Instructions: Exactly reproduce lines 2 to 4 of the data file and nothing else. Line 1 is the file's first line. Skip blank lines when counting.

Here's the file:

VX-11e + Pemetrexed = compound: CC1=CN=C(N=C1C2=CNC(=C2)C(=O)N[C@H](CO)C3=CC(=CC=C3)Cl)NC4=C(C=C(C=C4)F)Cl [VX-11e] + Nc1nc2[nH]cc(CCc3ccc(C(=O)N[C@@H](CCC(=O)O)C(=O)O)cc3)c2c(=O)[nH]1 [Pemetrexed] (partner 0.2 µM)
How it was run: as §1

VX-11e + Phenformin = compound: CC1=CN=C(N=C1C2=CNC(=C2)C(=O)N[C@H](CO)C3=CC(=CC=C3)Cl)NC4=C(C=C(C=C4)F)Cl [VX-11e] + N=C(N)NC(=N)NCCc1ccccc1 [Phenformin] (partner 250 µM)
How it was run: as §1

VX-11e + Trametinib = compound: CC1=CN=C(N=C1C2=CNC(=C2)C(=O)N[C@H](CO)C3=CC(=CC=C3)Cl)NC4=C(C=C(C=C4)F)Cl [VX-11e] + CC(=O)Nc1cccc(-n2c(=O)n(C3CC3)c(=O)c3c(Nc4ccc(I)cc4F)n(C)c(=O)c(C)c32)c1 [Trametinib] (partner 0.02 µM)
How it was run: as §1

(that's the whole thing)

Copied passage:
How it was run: as §1

VX-11e + Phenformin = compound: CC1=CN=C(N=C1C2=CNC(=C2)C(=O)N[C@H](CO)C3=CC(=CC=C3)Cl)NC4=C(C=C(C=C4)F)Cl [VX-11e] + N=C(N)NC(=N)NCCc1ccccc1 [Phenformin] (partner 250 µM)
How it was run: as §1